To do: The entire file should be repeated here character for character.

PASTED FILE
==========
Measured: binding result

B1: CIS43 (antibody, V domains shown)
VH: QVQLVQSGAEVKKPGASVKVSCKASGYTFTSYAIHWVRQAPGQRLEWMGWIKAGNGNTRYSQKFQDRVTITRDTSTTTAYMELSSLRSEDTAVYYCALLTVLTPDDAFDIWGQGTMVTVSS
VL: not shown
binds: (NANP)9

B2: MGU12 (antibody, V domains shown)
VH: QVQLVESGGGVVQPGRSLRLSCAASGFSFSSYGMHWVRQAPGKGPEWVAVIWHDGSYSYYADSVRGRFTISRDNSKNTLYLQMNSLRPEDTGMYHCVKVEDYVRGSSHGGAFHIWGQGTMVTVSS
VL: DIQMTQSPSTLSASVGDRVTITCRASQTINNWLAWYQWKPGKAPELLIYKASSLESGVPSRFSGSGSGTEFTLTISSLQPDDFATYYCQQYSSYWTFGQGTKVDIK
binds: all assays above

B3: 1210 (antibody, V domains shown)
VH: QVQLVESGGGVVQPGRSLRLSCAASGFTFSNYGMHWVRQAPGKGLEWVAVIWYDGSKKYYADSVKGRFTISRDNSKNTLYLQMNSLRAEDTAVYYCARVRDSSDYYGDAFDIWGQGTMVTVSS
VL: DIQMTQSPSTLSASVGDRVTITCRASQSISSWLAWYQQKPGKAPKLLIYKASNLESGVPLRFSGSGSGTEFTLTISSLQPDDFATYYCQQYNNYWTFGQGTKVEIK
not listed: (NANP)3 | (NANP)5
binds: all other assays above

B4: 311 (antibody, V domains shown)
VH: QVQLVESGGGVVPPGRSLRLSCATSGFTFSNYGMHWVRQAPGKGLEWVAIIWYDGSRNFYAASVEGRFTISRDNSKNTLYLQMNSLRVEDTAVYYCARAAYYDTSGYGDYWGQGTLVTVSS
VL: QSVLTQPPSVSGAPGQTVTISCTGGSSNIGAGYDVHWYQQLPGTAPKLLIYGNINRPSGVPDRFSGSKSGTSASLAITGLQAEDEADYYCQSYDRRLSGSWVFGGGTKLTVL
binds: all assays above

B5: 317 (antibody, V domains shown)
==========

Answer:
Measured: binding result

B1: CIS43 (antibody, V domains shown)
VH: QVQLVQSGAEVKKPGASVKVSCKASGYTFTSYAIHWVRQAPGQRLEWMGWIKAGNGNTRYSQKFQDRVTITRDTSTTTAYMELSSLRSEDTAVYYCALLTVLTPDDAFDIWGQGTMVTVSS
VL: not shown
binds: (NANP)9

B2: MGU12 (antibody, V domains shown)
VH: QVQLVESGGGVVQPGRSLRLSCAASGFSFSSYGMHWVRQAPGKGPEWVAVIWHDGSYSYYADSVRGRFTISRDNSKNTLYLQMNSLRPEDTGMYHCVKVEDYVRGSSHGGAFHIWGQGTMVTVSS
VL: DIQMTQSPSTLSASVGDRVTITCRASQTINNWLAWYQWKPGKAPELLIYKASSLESGVPSRFSGSGSGTEFTLTISSLQPDDFATYYCQQYSSYWTFGQGTKVDIK
binds: all assays above

B3: 1210 (antibody, V domains shown)
VH: QVQLVESGGGVVQPGRSLRLSCAASGFTFSNYGMHWVRQAPGKGLEWVAVIWYDGSKKYYADSVKGRFTISRDNSKNTLYLQMNSLRAEDTAVYYCARVRDSSDYYGDAFDIWGQGTMVTVSS
VL: DIQMTQSPSTLSASVGDRVTITCRASQSISSWLAWYQQKPGKAPKLLIYKASNLESGVPLRFSGSGSGTEFTLTISSLQPDDFATYYCQQYNNYWTFGQGTKVEIK
not listed: (NANP)3 | (NANP)5
binds: all other assays above

B4: 311 (antibody, V domains shown)
VH: QVQLVESGGGVVPPGRSLRLSCATSGFTFSNYGMHWVRQAPGKGLEWVAIIWYDGSRNFYAASVEGRFTISRDNSKNTLYLQMNSLRVEDTAVYYCARAAYYDTSGYGDYWGQGTLVTVSS
VL: QSVLTQPPSVSGAPGQTVTISCTGGSSNIGAGYDVHWYQQLPGTAPKLLIYGNINRPSGVPDRFSGSKSGTSASLAITGLQAEDEADYYCQSYDRRLSGSWVFGGGTKLTVL
binds: all assays above

B5: 317 (antibody, V domains shown)